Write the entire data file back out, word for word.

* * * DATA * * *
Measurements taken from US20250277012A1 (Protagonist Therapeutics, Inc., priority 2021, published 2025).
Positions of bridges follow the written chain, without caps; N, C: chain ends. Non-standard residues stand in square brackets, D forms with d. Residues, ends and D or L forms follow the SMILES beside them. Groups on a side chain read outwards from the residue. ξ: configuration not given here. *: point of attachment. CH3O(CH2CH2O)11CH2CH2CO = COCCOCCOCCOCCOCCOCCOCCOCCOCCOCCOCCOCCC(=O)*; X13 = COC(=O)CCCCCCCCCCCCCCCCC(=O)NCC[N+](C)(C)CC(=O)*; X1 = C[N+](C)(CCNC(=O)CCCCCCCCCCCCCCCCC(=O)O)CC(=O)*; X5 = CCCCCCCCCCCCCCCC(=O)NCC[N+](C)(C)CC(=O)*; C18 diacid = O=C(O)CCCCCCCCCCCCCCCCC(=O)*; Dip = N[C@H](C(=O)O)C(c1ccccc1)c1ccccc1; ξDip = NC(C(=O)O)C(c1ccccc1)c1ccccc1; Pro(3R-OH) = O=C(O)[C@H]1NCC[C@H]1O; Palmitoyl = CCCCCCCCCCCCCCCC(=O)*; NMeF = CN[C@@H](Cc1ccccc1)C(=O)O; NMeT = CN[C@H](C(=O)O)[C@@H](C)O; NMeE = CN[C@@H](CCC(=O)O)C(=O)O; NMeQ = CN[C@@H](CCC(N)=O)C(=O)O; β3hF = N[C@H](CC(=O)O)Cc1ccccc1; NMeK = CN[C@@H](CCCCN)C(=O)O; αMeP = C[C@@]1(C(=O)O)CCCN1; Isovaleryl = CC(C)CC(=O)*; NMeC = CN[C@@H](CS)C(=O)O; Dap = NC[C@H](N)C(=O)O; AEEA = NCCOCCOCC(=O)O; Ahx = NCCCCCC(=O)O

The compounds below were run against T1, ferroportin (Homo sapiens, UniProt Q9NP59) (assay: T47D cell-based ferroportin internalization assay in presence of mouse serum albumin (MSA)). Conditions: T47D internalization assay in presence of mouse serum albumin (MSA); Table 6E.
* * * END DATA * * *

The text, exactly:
Measurements taken from US20250277012A1 (Protagonist Therapeutics, Inc., priority 2021, published 2025).
Positions of bridges follow the written chain, without caps; N, C: chain ends. Non-standard residues stand in square brackets, D forms with d. Residues, ends and D or L forms follow the SMILES beside them. Groups on a side chain read outwards from the residue. ξ: configuration not given here. *: point of attachment. CH3O(CH2CH2O)11CH2CH2CO = COCCOCCOCCOCCOCCOCCOCCOCCOCCOCCOCCOCCC(=O)*; X13 = COC(=O)CCCCCCCCCCCCCCCCC(=O)NCC[N+](C)(C)CC(=O)*; X1 = C[N+](C)(CCNC(=O)CCCCCCCCCCCCCCCCC(=O)O)CC(=O)*; X5 = CCCCCCCCCCCCCCCC(=O)NCC[N+](C)(C)CC(=O)*; C18 diacid = O=C(O)CCCCCCCCCCCCCCCCC(=O)*; Dip = N[C@H](C(=O)O)C(c1ccccc1)c1ccccc1; ξDip = NC(C(=O)O)C(c1ccccc1)c1ccccc1; Pro(3R-OH) = O=C(O)[C@H]1NCC[C@H]1O; Palmitoyl = CCCCCCCCCCCCCCCC(=O)*; NMeF = CN[C@@H](Cc1ccccc1)C(=O)O; NMeT = CN[C@H](C(=O)O)[C@@H](C)O; NMeE = CN[C@@H](CCC(=O)O)C(=O)O; NMeQ = CN[C@@H](CCC(N)=O)C(=O)O; β3hF = N[C@H](CC(=O)O)Cc1ccccc1; NMeK = CN[C@@H](CCCCN)C(=O)O; αMeP = C[C@@]1(C(=O)O)CCCN1; Isovaleryl = CC(C)CC(=O)*; NMeC = CN[C@@H](CS)C(=O)O; Dap = NC[C@H](N)C(=O)O; AEEA = NCCOCCOCC(=O)O; Ahx = NCCCCCC(=O)O

The compounds below were run against T1, ferroportin (Homo sapiens, UniProt Q9NP59) (assay: T47D cell-based ferroportin internalization assay in presence of mouse serum albumin (MSA)). Conditions: T47D internalization assay in presence of mouse serum albumin (MSA); Table 6E.